Review by Gordon Justesen

Stars: Danny Glover, Malcolm McDowell, Alfre Woodward, Marius Weyers
Director: Morgan Freeman
Audio: Dolby Digital 5.1, Dolby Surround
Video: Anamorphic Widescreen 1.85:1
Studio: Paramount
Features: See Review
Length: 118 Minutes
Release Date: February 1, 2005


Film ***1/2

BOPHA-"to arrest or detain" in Zulu.

Having experienced the emotionally striking Hotel Rwanda in theaters just recently, I'm thankful in many ways to the filmmakers who have brought the tragic events that have occurred in Africa for the longest time. The best thing films like these can do is bring awareness to such a horrific travesty that is happening in the world. The Bruce Willis action drama Tears of the Sun was another good example, and actor Morgan Freeman's directorial debut, Bopha!, is indeed another.

Though released more than a decade ago, Freeman's film brings forth a most important tale of the overcoming of terror of apartheid in 1980, South Africa. The film also brings out the strongest performances in its cast, particularly that of Danny Glover, who's playing perhaps his most complex character to date.

Glover plays Micah Mangena, one of the top sergeants of the South African police force. He has a happy family life with wife Rosie (Alfre Woodard) and son Zweli (Maynard Eziashi). Micah hopes for his son to follow in his footsteps and become a member of the police force. As it turns out, Zweli is against the beliefs that the police force is upholding.

In addition, troubles are escalating amongst the townsfolk, in particular the students at the schools, who are protesting the very teachings of Afrikaan instead of English as a first language. At the time, the government's decree is that Afrikaan be taught as the primary language. Although both are European tongues, Afrikaan is spoken only in South Africa, while English is considered to be the very language of freedom.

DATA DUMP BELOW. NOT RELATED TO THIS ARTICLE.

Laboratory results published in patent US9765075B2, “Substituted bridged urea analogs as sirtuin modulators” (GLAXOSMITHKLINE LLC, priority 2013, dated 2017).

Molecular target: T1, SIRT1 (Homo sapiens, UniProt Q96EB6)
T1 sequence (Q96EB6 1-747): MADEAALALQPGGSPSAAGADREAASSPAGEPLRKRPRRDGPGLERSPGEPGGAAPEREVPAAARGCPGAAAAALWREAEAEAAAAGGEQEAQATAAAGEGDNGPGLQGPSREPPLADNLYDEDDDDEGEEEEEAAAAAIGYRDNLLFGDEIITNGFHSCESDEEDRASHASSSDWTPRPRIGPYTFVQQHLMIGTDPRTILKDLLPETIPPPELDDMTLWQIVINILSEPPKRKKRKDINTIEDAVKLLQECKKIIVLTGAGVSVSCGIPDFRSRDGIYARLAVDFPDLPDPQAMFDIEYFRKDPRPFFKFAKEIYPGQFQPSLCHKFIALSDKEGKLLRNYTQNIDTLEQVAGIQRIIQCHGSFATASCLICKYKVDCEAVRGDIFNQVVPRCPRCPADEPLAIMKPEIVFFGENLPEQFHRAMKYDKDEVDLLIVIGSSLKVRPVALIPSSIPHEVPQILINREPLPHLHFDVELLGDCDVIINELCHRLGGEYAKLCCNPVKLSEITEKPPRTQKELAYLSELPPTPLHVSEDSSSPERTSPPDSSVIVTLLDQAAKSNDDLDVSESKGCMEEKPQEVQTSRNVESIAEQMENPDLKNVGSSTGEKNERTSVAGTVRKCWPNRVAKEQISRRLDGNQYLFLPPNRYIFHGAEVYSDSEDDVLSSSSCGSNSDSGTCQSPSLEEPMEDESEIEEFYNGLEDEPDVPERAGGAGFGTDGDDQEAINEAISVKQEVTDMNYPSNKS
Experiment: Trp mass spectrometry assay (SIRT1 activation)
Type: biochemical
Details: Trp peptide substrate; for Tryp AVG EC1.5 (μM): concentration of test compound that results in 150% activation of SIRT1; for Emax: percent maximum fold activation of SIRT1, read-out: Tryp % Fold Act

The police force's highest ranking branch officer, DeVillers (Malcolm McDowell), orders immediate police force on the students who are gathering up to rebel against its own government. In order to put an end to the protests, DeVillers orders his men to apply extreme acts of force such as torture and even death. This will test the morals of the men of the force, and not just Micah, but several white officers who even see that what is going on is highly wrong.

Despite Micha's honor as a cop, his son ensures that he will not stop protesting by any means. This puts the father and son relationship into a serious conflict. Micah is even forced to apply use of teargas on a crowd of demonstrators, including his son, which results in tensions escalating even further. It takes a while for Micah to fully acknowledge that what he is doing is a crime in itself, to the people of his country.

Like Hotel Rwanda and Tears of the Sun, Bopha! brings forth serious issues to the screen and demands our attention. Though the incidents in the film happened a good 25 years ago, we can't do anything about it, except to gain a sense of compassion and humanity, as well as acknowledgement that even today, the continent of Africa is still ignored of the many problems (death by diseases) which occur even in today's world.

This is a major filmmaking accomplishment on behalf or Morgan Freeman, and extracts a passionate performance on behalf of Glover and the rest of the cast.

Video ***

Paramount's anamorphic transfer does a terrific job of enlivening the African setting, reminding us that it's the most beautiful of places in the world. The image is of crisp and magnetic quality. Several dark sequences don't pan out as well, but don't distract from the overall presentation.

Audio ***

The 5.1 mix serves this powerful drama extraordinarily well. Dialogue is spoken with outstanding clarity, and the astounding score by James Horner is enough to give this presentation an extra level of credit. A perfect presentation all around.

Features **

Featured on this disc is thoroughly informative commentary courtesy of Morgan Freeman and stars Danny Glover and Alfre Woodard.


Though the events in Bopha! are way in the past, this film serves as a reminder of a traumatic time for Africa, and that we should never turn our heads on the problems in this continent should something as horrific ever occur again. A most powerful film.

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